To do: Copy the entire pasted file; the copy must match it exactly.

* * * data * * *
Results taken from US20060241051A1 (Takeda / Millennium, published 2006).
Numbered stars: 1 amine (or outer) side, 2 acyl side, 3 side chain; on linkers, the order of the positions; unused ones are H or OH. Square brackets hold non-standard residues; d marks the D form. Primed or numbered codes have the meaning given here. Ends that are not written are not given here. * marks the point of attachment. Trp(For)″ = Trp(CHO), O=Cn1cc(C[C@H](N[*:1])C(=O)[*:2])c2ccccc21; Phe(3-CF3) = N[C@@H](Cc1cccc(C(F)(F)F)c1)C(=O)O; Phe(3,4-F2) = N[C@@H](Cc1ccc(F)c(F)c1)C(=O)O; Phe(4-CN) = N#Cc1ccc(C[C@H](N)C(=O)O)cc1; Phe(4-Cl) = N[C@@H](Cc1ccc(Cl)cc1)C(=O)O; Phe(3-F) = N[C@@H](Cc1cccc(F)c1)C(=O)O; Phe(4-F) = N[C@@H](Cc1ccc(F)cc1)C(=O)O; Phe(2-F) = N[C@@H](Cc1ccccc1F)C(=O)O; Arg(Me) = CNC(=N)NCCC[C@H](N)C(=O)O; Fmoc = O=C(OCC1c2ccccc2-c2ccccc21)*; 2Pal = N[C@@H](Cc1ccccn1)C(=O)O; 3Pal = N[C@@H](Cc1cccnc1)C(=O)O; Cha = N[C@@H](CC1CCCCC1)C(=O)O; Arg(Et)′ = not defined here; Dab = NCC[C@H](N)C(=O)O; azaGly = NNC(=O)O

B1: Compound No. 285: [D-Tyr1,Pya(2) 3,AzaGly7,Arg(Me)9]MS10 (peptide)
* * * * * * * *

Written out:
Results taken from US20060241051A1 (Takeda / Millennium, published 2006).
Numbered stars: 1 amine (or outer) side, 2 acyl side, 3 side chain; on linkers, the order of the positions; unused ones are H or OH. Square brackets hold non-standard residues; d marks the D form. Primed or numbered codes have the meaning given here. Ends that are not written are not given here. * marks the point of attachment. Trp(For)″ = Trp(CHO), O=Cn1cc(C[C@H](N[*:1])C(=O)[*:2])c2ccccc21; Phe(3-CF3) = N[C@@H](Cc1cccc(C(F)(F)F)c1)C(=O)O; Phe(3,4-F2) = N[C@@H](Cc1ccc(F)c(F)c1)C(=O)O; Phe(4-CN) = N#Cc1ccc(C[C@H](N)C(=O)O)cc1; Phe(4-Cl) = N[C@@H](Cc1ccc(Cl)cc1)C(=O)O; Phe(3-F) = N[C@@H](Cc1cccc(F)c1)C(=O)O; Phe(4-F) = N[C@@H](Cc1ccc(F)cc1)C(=O)O; Phe(2-F) = N[C@@H](Cc1ccccc1F)C(=O)O; Arg(Me) = CNC(=N)NCCC[C@H](N)C(=O)O; Fmoc = O=C(OCC1c2ccccc2-c2ccccc21)*; 2Pal = N[C@@H](Cc1ccccn1)C(=O)O; 3Pal = N[C@@H](Cc1cccnc1)C(=O)O; Cha = N[C@@H](CC1CCCCC1)C(=O)O; Arg(Et)′ = not defined here; Dab = NCC[C@H](N)C(=O)O; azaGly = NNC(=O)O

B1: Compound No. 285: [D-Tyr1,Pya(2) 3,AzaGly7,Arg(Me)9]MS10 (peptide)